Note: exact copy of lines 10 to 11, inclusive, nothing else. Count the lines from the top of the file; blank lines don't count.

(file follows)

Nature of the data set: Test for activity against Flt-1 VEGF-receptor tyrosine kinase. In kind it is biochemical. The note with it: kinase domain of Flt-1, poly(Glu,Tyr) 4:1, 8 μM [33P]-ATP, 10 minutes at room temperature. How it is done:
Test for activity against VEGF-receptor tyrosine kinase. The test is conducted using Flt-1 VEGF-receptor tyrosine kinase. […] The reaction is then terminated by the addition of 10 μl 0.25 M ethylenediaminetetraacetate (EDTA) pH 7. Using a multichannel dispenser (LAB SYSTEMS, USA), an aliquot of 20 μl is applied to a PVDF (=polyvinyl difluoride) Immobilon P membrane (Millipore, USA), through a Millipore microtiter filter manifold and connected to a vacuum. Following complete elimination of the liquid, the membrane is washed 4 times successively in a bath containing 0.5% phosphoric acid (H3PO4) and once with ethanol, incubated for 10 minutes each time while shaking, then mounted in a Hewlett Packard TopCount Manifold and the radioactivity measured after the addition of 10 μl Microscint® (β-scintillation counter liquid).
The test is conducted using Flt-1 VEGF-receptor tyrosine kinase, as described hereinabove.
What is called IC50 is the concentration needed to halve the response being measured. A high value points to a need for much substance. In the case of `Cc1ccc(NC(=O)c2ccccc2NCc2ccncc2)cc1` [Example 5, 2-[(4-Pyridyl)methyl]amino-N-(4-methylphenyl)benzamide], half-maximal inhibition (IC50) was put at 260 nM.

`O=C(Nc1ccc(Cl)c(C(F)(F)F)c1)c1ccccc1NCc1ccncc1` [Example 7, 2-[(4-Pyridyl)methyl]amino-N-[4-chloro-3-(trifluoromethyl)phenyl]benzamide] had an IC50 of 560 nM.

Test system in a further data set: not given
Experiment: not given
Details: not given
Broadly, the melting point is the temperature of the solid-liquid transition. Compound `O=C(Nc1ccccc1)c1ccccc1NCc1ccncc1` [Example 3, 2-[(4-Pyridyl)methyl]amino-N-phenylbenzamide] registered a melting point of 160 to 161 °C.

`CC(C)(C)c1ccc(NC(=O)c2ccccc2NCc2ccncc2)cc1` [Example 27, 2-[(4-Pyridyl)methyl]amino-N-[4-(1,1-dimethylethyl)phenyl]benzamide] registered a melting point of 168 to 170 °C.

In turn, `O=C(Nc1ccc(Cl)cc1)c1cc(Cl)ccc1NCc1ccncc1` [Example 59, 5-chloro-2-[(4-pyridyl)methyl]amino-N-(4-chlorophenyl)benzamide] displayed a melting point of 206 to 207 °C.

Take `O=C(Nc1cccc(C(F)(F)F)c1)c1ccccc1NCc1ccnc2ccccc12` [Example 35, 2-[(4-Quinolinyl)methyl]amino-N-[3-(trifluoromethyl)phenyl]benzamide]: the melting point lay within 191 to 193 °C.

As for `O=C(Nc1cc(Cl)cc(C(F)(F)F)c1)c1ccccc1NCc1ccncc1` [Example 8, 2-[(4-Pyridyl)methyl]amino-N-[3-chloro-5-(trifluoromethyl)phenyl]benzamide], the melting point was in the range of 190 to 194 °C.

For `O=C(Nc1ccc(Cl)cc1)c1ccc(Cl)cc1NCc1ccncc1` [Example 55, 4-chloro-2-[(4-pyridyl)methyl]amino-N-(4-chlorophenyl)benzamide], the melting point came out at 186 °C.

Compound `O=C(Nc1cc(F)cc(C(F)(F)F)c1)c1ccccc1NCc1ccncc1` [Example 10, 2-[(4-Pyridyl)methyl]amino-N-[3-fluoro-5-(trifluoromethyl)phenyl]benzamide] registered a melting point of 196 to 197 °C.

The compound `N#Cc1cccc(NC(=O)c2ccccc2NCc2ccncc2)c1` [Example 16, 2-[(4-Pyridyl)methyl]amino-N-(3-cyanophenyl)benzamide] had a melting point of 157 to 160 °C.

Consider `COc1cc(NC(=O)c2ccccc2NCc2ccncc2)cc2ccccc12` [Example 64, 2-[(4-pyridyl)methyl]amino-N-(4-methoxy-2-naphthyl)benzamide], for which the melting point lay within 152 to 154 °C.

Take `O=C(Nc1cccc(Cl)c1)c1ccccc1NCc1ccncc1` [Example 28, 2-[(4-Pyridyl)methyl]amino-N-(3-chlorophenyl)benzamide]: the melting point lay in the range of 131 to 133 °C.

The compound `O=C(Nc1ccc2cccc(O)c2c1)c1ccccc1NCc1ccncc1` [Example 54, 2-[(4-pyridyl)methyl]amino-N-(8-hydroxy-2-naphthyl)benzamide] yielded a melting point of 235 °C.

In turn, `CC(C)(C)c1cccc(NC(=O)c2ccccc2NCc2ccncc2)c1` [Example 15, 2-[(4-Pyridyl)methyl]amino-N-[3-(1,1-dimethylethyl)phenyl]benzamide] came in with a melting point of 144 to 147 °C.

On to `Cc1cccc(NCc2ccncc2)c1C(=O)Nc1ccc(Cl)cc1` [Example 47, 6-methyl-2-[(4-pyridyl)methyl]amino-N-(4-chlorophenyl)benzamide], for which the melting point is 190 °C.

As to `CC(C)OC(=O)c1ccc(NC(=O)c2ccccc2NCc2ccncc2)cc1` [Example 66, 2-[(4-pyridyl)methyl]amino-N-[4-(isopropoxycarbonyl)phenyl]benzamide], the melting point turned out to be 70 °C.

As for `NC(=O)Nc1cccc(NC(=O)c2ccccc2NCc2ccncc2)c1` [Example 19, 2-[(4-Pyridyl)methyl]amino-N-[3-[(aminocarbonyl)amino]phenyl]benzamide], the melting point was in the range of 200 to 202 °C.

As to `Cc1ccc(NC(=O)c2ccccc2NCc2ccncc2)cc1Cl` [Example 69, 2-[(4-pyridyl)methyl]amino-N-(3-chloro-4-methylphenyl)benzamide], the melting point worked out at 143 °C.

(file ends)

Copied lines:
`CC(C)(C)c1ccc(NC(=O)c2ccccc2NCc2ccncc2)cc1` [Example 27, 2-[(4-Pyridyl)methyl]amino-N-[4-(1,1-dimethylethyl)phenyl]benzamide] registered a melting point of 168 to 170 °C.

In turn, `O=C(Nc1ccc(Cl)cc1)c1cc(Cl)ccc1NCc1ccncc1` [Example 59, 5-chloro-2-[(4-pyridyl)methyl]amino-N-(4-chlorophenyl)benzamide] displayed a melting point of 206 to 207 °C.